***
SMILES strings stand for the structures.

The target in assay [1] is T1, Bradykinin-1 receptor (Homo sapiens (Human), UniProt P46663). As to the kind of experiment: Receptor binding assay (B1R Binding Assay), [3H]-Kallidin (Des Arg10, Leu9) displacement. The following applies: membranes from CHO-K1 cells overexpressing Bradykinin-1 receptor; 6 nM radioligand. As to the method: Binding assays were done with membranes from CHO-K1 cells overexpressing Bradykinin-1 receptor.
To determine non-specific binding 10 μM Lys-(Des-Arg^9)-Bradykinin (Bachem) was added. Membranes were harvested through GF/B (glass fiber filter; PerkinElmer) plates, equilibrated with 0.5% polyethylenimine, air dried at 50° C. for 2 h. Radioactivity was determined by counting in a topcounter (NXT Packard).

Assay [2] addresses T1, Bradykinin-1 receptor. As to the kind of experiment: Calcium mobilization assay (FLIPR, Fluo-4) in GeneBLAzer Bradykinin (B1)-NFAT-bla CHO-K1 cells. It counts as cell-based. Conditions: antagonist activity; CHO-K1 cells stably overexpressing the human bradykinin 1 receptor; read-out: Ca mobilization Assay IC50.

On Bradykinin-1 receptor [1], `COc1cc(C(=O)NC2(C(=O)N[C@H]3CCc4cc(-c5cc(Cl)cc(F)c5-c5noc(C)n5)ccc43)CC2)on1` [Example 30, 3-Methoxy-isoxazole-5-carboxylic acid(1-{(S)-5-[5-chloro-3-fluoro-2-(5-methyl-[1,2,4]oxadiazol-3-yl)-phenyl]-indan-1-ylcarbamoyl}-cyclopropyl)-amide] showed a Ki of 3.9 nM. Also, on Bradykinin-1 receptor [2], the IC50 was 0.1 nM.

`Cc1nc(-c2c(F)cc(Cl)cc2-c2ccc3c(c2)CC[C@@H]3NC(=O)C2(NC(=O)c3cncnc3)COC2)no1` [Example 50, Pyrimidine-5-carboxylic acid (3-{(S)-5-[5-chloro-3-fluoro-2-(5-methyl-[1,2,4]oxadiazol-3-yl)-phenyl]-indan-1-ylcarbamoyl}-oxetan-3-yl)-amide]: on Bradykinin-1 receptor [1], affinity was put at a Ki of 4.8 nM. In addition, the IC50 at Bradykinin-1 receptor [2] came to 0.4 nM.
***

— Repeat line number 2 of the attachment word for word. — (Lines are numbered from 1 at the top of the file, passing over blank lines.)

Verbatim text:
The target in assay [1] is T1, Bradykinin-1 receptor (Homo sapiens (Human), UniProt P46663). As to the kind of experiment: Receptor binding assay (B1R Binding Assay), [3H]-Kallidin (Des Arg10, Leu9) displacement. The following applies: membranes from CHO-K1 cells overexpressing Bradykinin-1 receptor; 6 nM radioligand. As to the method: Binding assays were done with membranes from CHO-K1 cells overexpressing Bradykinin-1 receptor.